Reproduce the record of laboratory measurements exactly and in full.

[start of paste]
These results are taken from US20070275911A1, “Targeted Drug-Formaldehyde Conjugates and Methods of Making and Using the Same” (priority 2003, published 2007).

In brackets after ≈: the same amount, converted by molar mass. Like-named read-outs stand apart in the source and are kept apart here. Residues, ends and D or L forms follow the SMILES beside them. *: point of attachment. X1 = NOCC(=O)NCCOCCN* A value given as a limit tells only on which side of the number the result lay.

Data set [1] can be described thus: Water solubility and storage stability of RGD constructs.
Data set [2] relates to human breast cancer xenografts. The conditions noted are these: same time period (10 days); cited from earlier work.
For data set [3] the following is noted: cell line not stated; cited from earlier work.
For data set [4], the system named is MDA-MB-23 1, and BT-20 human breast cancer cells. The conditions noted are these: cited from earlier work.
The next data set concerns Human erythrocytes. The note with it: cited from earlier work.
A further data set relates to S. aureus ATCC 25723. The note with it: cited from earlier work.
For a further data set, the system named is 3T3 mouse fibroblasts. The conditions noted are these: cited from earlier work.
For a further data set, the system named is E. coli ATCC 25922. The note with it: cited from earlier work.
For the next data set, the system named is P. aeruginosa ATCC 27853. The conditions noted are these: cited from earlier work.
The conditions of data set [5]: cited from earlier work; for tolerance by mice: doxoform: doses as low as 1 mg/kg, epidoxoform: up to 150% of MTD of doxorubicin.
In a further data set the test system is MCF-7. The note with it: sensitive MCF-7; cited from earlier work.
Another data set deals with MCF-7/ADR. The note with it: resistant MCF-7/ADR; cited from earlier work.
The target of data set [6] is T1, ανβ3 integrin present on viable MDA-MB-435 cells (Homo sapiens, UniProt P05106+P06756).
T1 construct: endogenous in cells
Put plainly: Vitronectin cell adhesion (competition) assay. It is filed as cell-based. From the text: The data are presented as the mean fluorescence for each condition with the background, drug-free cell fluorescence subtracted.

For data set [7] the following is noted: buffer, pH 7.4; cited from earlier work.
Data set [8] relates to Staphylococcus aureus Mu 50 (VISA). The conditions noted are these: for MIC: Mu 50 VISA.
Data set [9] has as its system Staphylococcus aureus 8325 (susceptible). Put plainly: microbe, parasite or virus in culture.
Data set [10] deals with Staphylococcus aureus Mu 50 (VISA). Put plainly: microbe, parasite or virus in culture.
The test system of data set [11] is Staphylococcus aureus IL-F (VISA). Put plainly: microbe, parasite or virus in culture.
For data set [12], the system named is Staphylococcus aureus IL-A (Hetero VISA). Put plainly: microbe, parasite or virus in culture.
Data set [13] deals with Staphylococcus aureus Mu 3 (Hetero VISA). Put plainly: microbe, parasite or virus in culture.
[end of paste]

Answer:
These results are taken from US20070275911A1, “Targeted Drug-Formaldehyde Conjugates and Methods of Making and Using the Same” (priority 2003, published 2007).

In brackets after ≈: the same amount, converted by molar mass. Like-named read-outs stand apart in the source and are kept apart here. Residues, ends and D or L forms follow the SMILES beside them. *: point of attachment. X1 = NOCC(=O)NCCOCCN* A value given as a limit tells only on which side of the number the result lay.

Data set [1] can be described thus: Water solubility and storage stability of RGD constructs.
Data set [2] relates to human breast cancer xenografts. The conditions noted are these: same time period (10 days); cited from earlier work.
For data set [3] the following is noted: cell line not stated; cited from earlier work.
For data set [4], the system named is MDA-MB-23 1, and BT-20 human breast cancer cells. The conditions noted are these: cited from earlier work.
The next data set concerns Human erythrocytes. The note with it: cited from earlier work.
A further data set relates to S. aureus ATCC 25723. The note with it: cited from earlier work.
For a further data set, the system named is 3T3 mouse fibroblasts. The conditions noted are these: cited from earlier work.
For a further data set, the system named is E. coli ATCC 25922. The note with it: cited from earlier work.
For the next data set, the system named is P. aeruginosa ATCC 27853. The conditions noted are these: cited from earlier work.
The conditions of data set [5]: cited from earlier work; for tolerance by mice: doxoform: doses as low as 1 mg/kg, epidoxoform: up to 150% of MTD of doxorubicin.
In a further data set the test system is MCF-7. The note with it: sensitive MCF-7; cited from earlier work.
Another data set deals with MCF-7/ADR. The note with it: resistant MCF-7/ADR; cited from earlier work.
The target of data set [6] is T1, ανβ3 integrin present on viable MDA-MB-435 cells (Homo sapiens, UniProt P05106+P06756).
T1 construct: endogenous in cells
Put plainly: Vitronectin cell adhesion (competition) assay. It is filed as cell-based. From the text: The data are presented as the mean fluorescence for each condition with the background, drug-free cell fluorescence subtracted.

For data set [7] the following is noted: buffer, pH 7.4; cited from earlier work.
Data set [8] relates to Staphylococcus aureus Mu 50 (VISA). The conditions noted are these: for MIC: Mu 50 VISA.
Data set [9] has as its system Staphylococcus aureus 8325 (susceptible). Put plainly: microbe, parasite or virus in culture.
Data set [10] deals with Staphylococcus aureus Mu 50 (VISA). Put plainly: microbe, parasite or virus in culture.
The test system of data set [11] is Staphylococcus aureus IL-F (VISA). Put plainly: microbe, parasite or virus in culture.
For data set [12], the system named is Staphylococcus aureus IL-A (Hetero VISA). Put plainly: microbe, parasite or virus in culture.
Data set [13] deals with Staphylococcus aureus Mu 3 (Hetero VISA). Put plainly: microbe, parasite or virus in culture.